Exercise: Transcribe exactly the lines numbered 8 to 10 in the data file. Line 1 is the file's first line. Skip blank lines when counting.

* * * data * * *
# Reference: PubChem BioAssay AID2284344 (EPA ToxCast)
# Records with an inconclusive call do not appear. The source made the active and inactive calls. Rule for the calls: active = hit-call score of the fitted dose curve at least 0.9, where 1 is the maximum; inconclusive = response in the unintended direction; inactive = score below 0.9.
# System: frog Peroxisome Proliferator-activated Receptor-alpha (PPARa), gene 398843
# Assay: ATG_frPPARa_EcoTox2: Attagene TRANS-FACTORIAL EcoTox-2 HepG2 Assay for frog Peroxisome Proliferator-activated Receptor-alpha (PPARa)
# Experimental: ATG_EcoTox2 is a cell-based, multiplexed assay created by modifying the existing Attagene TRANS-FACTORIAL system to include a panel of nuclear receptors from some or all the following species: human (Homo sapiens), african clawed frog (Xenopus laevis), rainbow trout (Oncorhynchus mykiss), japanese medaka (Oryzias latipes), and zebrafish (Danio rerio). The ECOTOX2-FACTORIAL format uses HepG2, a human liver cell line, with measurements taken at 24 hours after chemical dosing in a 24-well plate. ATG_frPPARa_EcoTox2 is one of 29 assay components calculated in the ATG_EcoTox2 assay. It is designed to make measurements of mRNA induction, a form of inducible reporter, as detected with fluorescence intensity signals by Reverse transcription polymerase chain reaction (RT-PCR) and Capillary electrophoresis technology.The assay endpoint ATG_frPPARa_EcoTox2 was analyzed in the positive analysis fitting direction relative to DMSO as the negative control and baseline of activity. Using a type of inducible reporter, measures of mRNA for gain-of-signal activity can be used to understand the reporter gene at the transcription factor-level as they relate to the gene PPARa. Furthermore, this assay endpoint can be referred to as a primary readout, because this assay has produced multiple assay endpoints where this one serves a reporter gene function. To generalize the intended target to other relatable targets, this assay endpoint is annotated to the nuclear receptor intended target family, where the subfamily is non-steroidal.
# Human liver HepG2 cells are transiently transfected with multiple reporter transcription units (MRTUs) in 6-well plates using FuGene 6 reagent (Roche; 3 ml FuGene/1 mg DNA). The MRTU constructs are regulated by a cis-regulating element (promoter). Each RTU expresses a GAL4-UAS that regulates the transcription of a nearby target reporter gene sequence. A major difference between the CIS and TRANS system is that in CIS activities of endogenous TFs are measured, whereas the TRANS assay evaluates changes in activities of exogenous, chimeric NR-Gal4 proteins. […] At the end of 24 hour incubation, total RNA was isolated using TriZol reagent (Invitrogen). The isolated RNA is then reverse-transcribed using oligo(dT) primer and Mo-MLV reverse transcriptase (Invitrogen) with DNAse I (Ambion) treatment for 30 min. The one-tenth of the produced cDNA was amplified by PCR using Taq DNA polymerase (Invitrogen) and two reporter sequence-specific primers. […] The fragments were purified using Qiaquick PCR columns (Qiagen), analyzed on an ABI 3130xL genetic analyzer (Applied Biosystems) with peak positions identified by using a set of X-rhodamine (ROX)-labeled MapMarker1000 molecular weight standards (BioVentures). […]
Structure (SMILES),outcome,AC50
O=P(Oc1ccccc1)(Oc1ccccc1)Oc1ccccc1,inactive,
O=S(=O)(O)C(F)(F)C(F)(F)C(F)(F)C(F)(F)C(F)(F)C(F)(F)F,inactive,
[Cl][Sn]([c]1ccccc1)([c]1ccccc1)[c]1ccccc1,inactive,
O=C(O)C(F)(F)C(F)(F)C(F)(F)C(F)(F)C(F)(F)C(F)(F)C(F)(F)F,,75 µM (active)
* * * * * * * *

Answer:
O=P(Oc1ccccc1)(Oc1ccccc1)Oc1ccccc1,inactive,
O=S(=O)(O)C(F)(F)C(F)(F)C(F)(F)C(F)(F)C(F)(F)C(F)(F)F,inactive,
[Cl][Sn]([c]1ccccc1)([c]1ccccc1)[c]1ccccc1,inactive,